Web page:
WOW! Paige and I have just returned from the Auburn University Campus, the site of the Ludwig Von Mises Institute, where we enjoyed a wonderful weekend of economic talks and lectures with a great bunch of people. One of our favorites was certainly Congressman Dr. Ron Paul, pictured above, and yet there were so many others there that we admire just as much for their great hearts, dedication and convictions. Here, in this place, is where we feel the spirit of freedom and know how it is being kept alive. No one here was belaboring the state of the economy. No one was confused as to what was really going on within our economic and political environment. No one was asking, nor wanting to know, what we should all be doing. No one was depressed, frustrated or unhappy. In fact, the most appropriate description for this group would be hopeful.

This is a monograph written by Dr. Richard J. Grant, Economist and Adjunct Scholar and Consultant with USTC. Although Dr. Grant wrote this originally for a South African audience, the message is most certainly applicable to the condition of the economy in America today.

CLICK HERE TO READ Gold, the euro, the dollar and the rand

Excerpt from the Forward: "Few institutions are more pervasive than money. Money is a unit of account, a store of value and a medium of exchange. It has evolved over millennia as a means of reducing transaction costs and facilitating trade. As a lubricant of exchange activity it is a means to wealth as well as a store of wealth. Money has evolved from cowrie shells (in South Pacific islands) to cattle (in Africa) to cigarettes (in prisoner-of-war camps) to gold. Gold had the advantage of being portable, divisible and non-perishable and reached its apogee as a monetary mechanism in the late 19th and early 20th centuries."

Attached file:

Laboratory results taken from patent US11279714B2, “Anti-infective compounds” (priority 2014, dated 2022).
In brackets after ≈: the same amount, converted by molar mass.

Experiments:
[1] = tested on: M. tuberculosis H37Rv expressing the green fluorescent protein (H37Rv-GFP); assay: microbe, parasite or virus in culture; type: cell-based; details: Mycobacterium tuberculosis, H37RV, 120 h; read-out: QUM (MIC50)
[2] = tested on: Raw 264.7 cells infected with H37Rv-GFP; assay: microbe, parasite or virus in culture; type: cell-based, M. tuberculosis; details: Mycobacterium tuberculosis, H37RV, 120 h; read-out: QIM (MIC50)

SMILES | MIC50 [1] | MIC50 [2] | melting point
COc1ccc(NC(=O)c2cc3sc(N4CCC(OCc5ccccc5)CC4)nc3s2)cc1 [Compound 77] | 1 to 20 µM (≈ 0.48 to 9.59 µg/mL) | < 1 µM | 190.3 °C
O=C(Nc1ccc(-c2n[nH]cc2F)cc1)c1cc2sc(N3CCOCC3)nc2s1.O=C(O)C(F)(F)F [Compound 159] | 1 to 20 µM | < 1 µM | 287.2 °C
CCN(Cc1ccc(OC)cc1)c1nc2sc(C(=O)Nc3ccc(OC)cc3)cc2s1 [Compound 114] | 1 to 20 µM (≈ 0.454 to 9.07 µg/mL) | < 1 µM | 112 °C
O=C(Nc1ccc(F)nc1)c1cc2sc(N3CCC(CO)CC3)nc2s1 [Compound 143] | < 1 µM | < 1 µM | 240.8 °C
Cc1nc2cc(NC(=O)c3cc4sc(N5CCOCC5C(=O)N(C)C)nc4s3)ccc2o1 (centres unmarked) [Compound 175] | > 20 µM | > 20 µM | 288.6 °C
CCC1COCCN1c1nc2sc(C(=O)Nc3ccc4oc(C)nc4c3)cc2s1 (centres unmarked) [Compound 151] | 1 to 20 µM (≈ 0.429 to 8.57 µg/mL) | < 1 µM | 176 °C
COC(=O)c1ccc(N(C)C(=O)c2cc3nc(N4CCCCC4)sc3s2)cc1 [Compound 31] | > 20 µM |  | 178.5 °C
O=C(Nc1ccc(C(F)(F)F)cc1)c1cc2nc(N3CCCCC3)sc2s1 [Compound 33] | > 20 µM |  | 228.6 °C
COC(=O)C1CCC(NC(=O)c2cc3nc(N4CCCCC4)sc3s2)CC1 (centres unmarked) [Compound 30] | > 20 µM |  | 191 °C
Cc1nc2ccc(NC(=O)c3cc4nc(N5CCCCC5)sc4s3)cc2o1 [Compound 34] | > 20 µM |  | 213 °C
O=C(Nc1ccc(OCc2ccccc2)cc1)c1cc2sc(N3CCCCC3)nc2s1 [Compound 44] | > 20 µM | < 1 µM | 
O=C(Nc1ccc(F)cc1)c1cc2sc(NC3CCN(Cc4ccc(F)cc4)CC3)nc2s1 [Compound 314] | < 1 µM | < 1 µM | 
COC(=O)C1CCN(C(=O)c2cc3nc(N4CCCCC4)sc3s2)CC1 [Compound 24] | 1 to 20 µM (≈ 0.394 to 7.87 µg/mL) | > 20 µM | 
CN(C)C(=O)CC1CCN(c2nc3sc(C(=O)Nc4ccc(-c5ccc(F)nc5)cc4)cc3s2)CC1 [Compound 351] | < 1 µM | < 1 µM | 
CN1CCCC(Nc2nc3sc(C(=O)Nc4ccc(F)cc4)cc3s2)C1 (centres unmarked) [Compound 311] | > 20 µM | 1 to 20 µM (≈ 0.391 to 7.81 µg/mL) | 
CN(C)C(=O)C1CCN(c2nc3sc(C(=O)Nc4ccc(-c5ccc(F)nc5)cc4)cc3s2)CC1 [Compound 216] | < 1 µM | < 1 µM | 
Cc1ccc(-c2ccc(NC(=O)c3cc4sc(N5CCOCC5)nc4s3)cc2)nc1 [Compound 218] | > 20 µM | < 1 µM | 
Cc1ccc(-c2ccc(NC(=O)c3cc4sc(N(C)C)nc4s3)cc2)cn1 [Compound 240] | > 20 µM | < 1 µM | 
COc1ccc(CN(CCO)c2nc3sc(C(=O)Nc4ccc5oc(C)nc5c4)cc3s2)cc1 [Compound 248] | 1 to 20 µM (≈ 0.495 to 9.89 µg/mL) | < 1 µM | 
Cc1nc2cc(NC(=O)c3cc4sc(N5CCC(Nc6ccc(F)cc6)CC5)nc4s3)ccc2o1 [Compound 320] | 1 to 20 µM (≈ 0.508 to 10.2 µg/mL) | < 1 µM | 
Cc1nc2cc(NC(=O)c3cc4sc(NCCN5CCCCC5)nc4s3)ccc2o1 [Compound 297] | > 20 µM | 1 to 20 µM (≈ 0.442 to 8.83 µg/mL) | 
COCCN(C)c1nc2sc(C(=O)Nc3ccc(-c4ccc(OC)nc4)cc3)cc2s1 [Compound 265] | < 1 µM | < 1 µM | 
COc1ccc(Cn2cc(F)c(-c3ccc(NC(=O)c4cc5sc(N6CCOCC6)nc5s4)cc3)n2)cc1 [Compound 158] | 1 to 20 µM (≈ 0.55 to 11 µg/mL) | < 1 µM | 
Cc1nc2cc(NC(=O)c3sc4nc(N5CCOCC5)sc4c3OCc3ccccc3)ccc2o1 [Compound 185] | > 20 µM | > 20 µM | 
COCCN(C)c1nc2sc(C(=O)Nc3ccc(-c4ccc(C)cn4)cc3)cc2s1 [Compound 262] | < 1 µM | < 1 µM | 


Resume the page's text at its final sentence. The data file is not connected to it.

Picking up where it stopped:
This is a monograph written by Dr. Richard J. Grant, Economist and Adjunct Scholar and Consultant with USTC. Although Dr. Grant wrote this originally for a South African audience, the message is most certainly applicable to the decreasing value of U.S. currency.

CLICK HERE TO READ The real reason for the fall of the rand

Excerpt from the Forward: "So why does the rand fall, and fall, and fall again? Dr Grant makes a persuasive case that the real cause is that more and more rands are being created. When more and more money is printed the price of everything else rises, including the rand price of foreign exchange.

Grant places the blame squarely on the Reserve Bank’s unwillingness or inability to control the monetary base..."

In-Depth by: Paul A. Cleveland | Monday, September 14, 2009

Today we are living in trying times and our leaders are telling us that if we would depend upon them our futures would be secure. However, Scripture warns us in Proverbs 1:10-19 against joining any group that aims to make its living by robbing others and sharing a common purse. This proverb suggests that every scheme aimed at eliminating human hardship by creating a common pool of sacrifices among people is foolish. The reason that it is foolish is that sinful people are motivated to contribute as little as possible to the pool while taking as much as possible from it. In addition, the members of the group are constantly looking for outsiders whom they might rob of their economic wherewithal.